Kho Gaye Hum Kahan Review | A Timely Gen-Z Update of the Dil Chahta Hai OS

In terms of the structure in writing and the nature of conflicts between the main characters, I wouldn’t say the new Netflix original film Kho Gaye Hum Kahan, directed by Arjun Varain Singh, isn’t trying to achieve anything novel. The movie, co-written and produced by Reema Kagti and Zoya Akhtar, takes ample time to explore the superficialness of all the equations of the Instagram generation before it finally decides to go for the reason why they seek validation. In some ways, Zindagi Na Milegi Dobara was an upgrade/ timely update of Dil Chahta Hai. And since all the people involved in those films creatively are part of this movie too, I would say this is the newest update of that Farhan Akhtar OS.

So the movie is about these Gen Z friends in Mumbai. Imaad is a stand-up comedian who shares the flat with Ahana, an MBA graduate who works in a major firm. The third one in the gang is a fitness trainer, Neil, who belongs to a middle-class family and wants to start his own gym. What we see in Kho Gaye Hum Kahan is the coming-of-age journey of these three with each of them having unresolved issues in various areas of life.

The reason why Dil Chahta Hai and ZNMD worked for the Millenials has a lot to do with the subtle relatability in the conflicts they portrayed in the equations between the friends. The main reason why I feel a lot of the people who are now in college or are in those initial years of pursuing a career would feel “us bruh us” about this film is also the relatability. The way the characters stalk each other on social media, how they detect and assume stuff, and how it all affects them personally, etc., are depicted in a very raw format. There is no schooling happening here about how they operate, and we are thrown into their world, and we have to figure it out on our own.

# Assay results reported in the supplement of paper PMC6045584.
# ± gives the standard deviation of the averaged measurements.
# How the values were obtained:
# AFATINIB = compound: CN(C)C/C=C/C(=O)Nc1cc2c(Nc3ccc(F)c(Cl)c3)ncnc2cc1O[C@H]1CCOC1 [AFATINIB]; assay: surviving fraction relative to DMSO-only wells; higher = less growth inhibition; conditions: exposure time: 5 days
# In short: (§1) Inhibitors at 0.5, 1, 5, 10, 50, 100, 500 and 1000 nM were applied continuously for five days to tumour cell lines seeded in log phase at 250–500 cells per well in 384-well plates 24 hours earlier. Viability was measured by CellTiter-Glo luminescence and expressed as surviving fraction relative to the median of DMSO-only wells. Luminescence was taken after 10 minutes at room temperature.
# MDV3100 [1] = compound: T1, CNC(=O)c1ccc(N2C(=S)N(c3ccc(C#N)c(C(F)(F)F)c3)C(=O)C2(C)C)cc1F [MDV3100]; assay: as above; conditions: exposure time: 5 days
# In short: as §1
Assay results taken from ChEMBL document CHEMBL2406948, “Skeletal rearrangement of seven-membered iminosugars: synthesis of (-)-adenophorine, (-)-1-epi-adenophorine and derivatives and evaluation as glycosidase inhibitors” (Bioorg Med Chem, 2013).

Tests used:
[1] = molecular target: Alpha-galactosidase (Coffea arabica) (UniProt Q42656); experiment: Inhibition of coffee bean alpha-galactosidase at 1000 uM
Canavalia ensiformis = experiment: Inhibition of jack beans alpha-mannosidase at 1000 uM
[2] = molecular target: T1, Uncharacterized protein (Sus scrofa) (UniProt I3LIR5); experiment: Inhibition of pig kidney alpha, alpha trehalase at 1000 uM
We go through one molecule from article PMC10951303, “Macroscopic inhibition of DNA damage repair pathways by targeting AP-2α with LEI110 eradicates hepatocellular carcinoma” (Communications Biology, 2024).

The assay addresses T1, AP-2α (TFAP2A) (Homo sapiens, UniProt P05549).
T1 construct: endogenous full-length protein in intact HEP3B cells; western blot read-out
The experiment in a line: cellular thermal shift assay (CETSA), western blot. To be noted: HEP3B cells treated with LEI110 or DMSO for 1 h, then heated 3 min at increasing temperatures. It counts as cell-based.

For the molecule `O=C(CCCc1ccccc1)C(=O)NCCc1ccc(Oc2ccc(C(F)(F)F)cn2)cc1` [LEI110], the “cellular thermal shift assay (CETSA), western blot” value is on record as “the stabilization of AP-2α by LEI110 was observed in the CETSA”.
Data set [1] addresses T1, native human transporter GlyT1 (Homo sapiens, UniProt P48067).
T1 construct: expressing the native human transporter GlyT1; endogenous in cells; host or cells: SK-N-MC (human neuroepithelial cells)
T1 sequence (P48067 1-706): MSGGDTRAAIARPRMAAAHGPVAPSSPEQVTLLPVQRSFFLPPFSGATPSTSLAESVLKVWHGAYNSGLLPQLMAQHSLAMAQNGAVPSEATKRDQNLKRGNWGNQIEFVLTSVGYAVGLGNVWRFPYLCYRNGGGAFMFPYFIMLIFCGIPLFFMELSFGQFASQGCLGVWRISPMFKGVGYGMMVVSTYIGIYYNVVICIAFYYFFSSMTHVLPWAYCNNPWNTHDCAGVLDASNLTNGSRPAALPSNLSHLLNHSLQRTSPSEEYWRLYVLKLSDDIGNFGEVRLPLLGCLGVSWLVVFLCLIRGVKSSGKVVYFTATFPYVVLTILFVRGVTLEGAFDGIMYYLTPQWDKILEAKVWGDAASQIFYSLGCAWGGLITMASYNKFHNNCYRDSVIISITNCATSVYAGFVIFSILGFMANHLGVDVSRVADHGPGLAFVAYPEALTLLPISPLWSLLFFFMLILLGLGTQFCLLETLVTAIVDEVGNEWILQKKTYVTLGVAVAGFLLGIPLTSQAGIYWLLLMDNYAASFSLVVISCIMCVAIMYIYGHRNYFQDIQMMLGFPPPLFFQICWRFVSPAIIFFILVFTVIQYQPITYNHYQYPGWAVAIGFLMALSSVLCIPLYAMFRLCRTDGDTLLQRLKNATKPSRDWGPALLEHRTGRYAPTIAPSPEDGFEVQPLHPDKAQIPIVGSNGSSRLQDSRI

There is a woke agenda in every Reema-Zoya film, and in all their successful ventures they had managed to infuse that into the script seamlessly. But here, I would say, the efforts are a bit bumpy, and when you see an outraged character posting nasty comments on celebrity pictures from a fake account, it feels more like a justification or stamping of the trolls rather than thinking from the character’s POV. The peripheral nature of the relationships in the initial patches of the film makes sense as the characters aren’t really in a conflicted space. Even though the backstories of the characters have cliched bits, I would say the writing towards the end has some panache in depicting the melodrama in an appealing way.

Siddhanth Chaturvedi, as Imaad, gets into the character of the chilled-out and commitment-phobic stand-up comic very easily, and I really loved how he transitioned into that vulnerable space towards the end of the movie. Ananya Pandey as Ahana is actually pretty likable whenever the film goes into the insecure and love-craving psyche of that character. The inability of the character or the deliberate ignorance of the character to understand a red flag feels relatable. Neil is the Imraan equivalent of the gang who is financially on the weaker side with a lot of passion to climb up the ladder, and that frustration and fire was palpable in Adarsh Gourav’s performance. Anya Singh, Kalki Koechlin, etc., are the other major names in the cast who were also pretty good in their respective characters.

Kho Gaye Hum Kahan works largely because of how we find the silliness of some of the actions of the characters relatable. It sort of embraces the flaws of the main leads and shows them as these vulnerable “connected” people. The ending portions that sort of preach to the audience to grow a tribe and leave the phone and also the overall glossiness in the packaging are definitely making it slightly underwhelming in certain areas. But there is an element of heartfelt storytelling in the whole thing which makes it that comfortable bitter-sweet friendship tale.

Final Thoughts

There is an element of heartfelt storytelling in the whole thing which makes it that comfortable bitter-sweet friendship tale.


Green: Recommended Content

Orange: The In-Between Ones

Red: Not Recommended


By Aswin Bharadwaj

Founder and editor of Lensmen Reviews.